The author of this post isn't responsible for any injury, disability or dismemberment, death, financial loss, illness, addiction, hereditary disease, or any other undesirable consequence or general misfortune resulting from use of the "information" contai

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Re: Crystalyte Kit Using a Hobby battery Ni-MH Tamiya connector

I was told that the connector was gray and 1.88" tall. I am assuming it is an SB connector.

So I can't use a normal red black APP on it then? Can I cut it off and put in a black and red APP?

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Re: Crystalyte Kit Using a Hobby battery Ni-MH Tamiya connector

Yea you will either need to cut it off, or buy an SB50 housing and contacts to mate with it.

[url=/forum-topic/motorcycles-and-large-scooters/587-my-kz750-electric-motorcycle-project]KZ750 Motorcycle Conversion[/url]
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Re: Crystalyte Kit Using a Hobby battery Ni-MH Tamiya connector

So here, I have some pictures. Can I just use an SB50 connector and pop it onto the batteries and then hook it up to the controller?
Do I need to use the key ignition? If I wanted to use the key ignition, how do I hack it? Thanks!!!
//i31.tinypic.com/262xerq.jpg)
//i31.tinypic.com/sq2omh.jpg)

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WE BD-36 or turbo 72 volt wiring

}:) Here's another question...
I have a We BD-36 on a 1952 Roadmaster bike. Runs fine and all, but want to swap over to the 36volt NiMH 4200mah from All-Battery. I want to have 2 of these wired up to give me the option to run 36v normally,(that is safely) or hit "turbo' and have a jolt of 72 volts to pass a car in traffic, or blow right through a herd of Spandex-boys. Yea, childish, but lots of fun!!!How would I do this properly???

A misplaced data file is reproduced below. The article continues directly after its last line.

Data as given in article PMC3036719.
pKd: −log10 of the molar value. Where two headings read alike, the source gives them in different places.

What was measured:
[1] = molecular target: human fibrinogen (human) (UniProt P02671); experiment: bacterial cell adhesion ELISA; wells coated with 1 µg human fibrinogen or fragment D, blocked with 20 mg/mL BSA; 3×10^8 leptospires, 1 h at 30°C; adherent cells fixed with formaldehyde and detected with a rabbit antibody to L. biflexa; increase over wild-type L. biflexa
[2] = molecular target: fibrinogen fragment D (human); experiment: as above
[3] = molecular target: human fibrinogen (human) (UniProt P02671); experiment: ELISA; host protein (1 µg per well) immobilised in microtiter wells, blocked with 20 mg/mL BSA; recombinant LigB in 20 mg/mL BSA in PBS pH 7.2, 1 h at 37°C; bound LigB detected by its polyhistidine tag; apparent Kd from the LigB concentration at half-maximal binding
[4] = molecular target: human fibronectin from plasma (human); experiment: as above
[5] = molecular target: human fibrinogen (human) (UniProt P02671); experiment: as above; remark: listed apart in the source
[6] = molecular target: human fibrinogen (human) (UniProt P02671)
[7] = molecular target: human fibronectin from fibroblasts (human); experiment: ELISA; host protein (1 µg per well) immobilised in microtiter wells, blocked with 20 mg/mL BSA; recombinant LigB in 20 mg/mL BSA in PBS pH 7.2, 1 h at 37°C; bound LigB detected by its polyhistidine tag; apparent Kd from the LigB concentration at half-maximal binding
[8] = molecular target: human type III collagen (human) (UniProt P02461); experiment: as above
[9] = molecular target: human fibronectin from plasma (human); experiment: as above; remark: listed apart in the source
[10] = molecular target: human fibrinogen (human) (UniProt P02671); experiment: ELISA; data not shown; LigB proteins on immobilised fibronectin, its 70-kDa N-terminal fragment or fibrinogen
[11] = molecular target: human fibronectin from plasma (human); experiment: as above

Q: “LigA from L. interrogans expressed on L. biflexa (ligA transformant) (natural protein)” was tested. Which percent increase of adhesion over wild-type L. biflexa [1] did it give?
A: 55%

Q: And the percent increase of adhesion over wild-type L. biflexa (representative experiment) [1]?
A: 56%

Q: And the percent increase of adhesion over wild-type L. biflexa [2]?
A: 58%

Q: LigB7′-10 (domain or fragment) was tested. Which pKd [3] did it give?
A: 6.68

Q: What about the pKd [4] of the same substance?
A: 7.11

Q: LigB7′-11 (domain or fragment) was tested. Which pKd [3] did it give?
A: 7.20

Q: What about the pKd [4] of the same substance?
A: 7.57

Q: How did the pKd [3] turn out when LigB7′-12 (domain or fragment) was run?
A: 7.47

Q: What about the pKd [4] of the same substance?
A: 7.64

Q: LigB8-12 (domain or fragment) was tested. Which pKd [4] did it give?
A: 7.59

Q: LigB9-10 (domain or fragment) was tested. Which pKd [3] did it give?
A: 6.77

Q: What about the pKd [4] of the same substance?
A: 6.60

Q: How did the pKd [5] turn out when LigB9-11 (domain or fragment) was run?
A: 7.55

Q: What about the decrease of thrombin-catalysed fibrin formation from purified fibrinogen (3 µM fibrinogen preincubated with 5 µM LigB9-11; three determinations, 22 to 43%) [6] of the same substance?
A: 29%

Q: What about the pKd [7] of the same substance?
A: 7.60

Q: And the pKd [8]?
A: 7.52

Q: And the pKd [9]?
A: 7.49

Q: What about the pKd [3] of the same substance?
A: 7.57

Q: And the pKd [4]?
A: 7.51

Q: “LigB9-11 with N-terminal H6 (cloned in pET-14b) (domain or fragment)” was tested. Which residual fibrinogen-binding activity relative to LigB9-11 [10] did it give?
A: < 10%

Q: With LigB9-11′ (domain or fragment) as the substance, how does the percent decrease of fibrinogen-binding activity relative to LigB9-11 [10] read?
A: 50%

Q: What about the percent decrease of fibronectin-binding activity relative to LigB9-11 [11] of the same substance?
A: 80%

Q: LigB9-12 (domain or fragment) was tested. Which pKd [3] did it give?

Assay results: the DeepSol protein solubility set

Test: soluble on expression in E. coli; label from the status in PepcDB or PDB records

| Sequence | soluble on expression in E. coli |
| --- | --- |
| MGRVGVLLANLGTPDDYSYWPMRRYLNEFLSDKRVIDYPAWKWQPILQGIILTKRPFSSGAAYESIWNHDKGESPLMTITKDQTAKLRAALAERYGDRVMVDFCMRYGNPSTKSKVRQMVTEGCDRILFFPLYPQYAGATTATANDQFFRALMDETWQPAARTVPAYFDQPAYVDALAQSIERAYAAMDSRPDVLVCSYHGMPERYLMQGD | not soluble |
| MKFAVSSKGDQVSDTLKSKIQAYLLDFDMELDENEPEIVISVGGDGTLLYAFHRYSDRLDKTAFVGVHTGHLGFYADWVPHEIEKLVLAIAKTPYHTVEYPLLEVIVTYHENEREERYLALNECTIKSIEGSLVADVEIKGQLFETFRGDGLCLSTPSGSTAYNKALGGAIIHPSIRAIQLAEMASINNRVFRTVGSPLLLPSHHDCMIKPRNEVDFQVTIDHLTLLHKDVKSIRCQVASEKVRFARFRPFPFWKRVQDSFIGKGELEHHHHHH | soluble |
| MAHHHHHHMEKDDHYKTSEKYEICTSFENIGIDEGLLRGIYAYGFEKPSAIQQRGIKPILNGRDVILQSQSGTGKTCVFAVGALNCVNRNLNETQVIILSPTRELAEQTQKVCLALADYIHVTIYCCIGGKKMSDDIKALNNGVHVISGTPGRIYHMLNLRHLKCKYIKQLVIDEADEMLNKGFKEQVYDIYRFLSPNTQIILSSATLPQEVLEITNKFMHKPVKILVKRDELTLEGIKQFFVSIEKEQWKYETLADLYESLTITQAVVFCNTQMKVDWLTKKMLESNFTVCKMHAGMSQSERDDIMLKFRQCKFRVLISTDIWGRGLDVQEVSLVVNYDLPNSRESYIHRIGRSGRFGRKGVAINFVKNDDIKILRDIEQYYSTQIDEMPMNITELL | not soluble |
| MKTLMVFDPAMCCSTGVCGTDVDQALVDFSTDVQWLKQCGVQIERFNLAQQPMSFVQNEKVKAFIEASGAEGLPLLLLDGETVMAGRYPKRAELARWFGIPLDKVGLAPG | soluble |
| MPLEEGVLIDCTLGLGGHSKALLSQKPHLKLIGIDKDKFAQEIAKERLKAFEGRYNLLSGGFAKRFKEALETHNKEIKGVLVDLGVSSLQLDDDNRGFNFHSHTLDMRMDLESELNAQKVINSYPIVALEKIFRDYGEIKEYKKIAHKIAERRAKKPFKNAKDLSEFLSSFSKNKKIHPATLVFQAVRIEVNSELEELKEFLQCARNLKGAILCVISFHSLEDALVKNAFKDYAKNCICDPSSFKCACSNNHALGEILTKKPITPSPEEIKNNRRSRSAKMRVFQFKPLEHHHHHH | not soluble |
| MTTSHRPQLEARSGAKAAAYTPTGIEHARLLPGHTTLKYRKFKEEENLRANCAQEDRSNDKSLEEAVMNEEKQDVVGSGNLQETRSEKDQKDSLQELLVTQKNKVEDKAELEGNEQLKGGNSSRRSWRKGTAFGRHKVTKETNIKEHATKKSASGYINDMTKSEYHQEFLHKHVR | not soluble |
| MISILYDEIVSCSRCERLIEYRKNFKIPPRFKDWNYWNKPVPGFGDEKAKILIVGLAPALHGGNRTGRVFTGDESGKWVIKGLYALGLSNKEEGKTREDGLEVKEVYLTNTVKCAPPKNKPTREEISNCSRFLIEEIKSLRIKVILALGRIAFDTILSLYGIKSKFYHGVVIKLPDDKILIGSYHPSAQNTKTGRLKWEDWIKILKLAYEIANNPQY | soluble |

Thanks, GyroGuy

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Re: Crystalyte Kit Using a Hobby battery Ni-MH Tamiya connector

So here, I have some pictures. Can I just use an SB50 connector and pop it onto the batteries and then hook it up to the controller?
Do I need to use the key ignition? If I wanted to use the key ignition, how do I hack it? Thanks!!!

No, you don't have to use the key.

The connector for it will either turn on the controller when it's either closed or open. If it goes on when open, then you can just leave it out. If it goes on when closed, you'll need to short out the mating contactor to avoid the key.

I think. Kinda hard to tell with the way that keyswitch is wired up.

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Re: WE BD-36 or turbo 72 volt wiring

}:) Here's another question...
I have a We BD-36 on a 1952 Roadmaster bike. Runs fine and all, but want to swap over to the 36volt NiMH 4200mah from All-Battery. I want to have 2 of these wired up to give me the option to run 36v normally,(that is safely) or hit "turbo' and have a jolt of 72 volts to pass a car in traffic, or blow right through a herd of Spandex-boys. Yea, childish, but lots of fun!!!How would I do this properly???

Thanks, GyroGuy

Unless yours is in a 20" rim like mine is, 72V is not a good idea. I'd expect your bike would top out at 42mph in a 26". I'd question the hubs ability to handle the 2kW continuous necessary to handle this speed WITH a controller to limit the amperage.

This hub is known to draw well over 100A on only 60V if no current limit is in place. icecube over on ES fried his hub doing this. Hot-wiring it up to 72V would be hub'icide.

I used to have it on my 26" S-40, and 48V gave me 27mph, which is enough to pass all but the most hardcore of lycras.